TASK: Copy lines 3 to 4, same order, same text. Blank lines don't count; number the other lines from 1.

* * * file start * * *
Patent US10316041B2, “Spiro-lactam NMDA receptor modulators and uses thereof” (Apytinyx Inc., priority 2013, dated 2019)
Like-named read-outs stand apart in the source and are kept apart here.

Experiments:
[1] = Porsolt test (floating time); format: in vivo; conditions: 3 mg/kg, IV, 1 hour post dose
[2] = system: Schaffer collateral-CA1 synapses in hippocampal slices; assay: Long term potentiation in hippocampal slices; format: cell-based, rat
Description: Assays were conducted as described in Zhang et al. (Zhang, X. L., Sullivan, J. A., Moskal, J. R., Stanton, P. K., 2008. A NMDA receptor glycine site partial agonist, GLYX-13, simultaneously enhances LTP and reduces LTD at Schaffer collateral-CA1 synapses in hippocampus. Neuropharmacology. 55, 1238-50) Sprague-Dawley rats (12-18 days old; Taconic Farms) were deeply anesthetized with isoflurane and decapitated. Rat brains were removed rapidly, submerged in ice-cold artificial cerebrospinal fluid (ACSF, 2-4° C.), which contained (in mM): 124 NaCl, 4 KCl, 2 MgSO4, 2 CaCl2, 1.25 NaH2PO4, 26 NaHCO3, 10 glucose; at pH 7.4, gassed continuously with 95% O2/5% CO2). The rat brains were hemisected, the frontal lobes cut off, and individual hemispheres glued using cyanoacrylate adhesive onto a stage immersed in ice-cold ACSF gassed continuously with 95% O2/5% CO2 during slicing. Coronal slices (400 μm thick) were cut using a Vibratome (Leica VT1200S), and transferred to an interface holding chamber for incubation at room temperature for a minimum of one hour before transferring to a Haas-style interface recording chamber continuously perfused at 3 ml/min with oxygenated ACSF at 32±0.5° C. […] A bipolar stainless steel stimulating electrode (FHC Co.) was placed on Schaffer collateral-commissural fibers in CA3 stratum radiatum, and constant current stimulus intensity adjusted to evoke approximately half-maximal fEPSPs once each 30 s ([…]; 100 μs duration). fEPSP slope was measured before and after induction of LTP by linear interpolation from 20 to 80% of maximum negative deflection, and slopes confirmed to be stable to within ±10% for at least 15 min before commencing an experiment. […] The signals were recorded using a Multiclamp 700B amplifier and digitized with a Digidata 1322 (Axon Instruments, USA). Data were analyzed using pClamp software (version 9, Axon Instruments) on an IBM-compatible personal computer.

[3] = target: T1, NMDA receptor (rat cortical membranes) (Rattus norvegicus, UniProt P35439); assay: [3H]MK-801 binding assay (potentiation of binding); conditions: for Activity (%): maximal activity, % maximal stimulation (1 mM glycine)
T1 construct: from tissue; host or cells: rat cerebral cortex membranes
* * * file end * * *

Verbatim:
Experiments:
[1] = Porsolt test (floating time); format: in vivo; conditions: 3 mg/kg, IV, 1 hour post dose